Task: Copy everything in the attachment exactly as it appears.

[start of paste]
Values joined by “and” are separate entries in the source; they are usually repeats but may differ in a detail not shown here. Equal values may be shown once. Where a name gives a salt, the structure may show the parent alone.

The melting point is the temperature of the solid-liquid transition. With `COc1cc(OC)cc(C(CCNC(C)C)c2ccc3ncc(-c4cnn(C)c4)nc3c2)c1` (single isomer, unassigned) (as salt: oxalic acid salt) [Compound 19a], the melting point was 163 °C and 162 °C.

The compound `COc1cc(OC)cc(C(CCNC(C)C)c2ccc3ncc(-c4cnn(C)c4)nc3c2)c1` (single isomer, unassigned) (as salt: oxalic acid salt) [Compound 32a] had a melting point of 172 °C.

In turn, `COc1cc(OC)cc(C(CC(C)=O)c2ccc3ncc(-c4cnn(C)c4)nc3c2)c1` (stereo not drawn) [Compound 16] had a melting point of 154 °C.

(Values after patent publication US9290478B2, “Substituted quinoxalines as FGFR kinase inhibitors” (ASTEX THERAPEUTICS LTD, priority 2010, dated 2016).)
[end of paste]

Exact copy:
Values joined by “and” are separate entries in the source; they are usually repeats but may differ in a detail not shown here. Equal values may be shown once. Where a name gives a salt, the structure may show the parent alone.

The melting point is the temperature of the solid-liquid transition. With `COc1cc(OC)cc(C(CCNC(C)C)c2ccc3ncc(-c4cnn(C)c4)nc3c2)c1` (single isomer, unassigned) (as salt: oxalic acid salt) [Compound 19a], the melting point was 163 °C and 162 °C.

The compound `COc1cc(OC)cc(C(CCNC(C)C)c2ccc3ncc(-c4cnn(C)c4)nc3c2)c1` (single isomer, unassigned) (as salt: oxalic acid salt) [Compound 32a] had a melting point of 172 °C.

In turn, `COc1cc(OC)cc(C(CC(C)=O)c2ccc3ncc(-c4cnn(C)c4)nc3c2)c1` (stereo not drawn) [Compound 16] had a melting point of 154 °C.

(Values after patent publication US9290478B2, “Substituted quinoxalines as FGFR kinase inhibitors” (ASTEX THERAPEUTICS LTD, priority 2010, dated 2016).)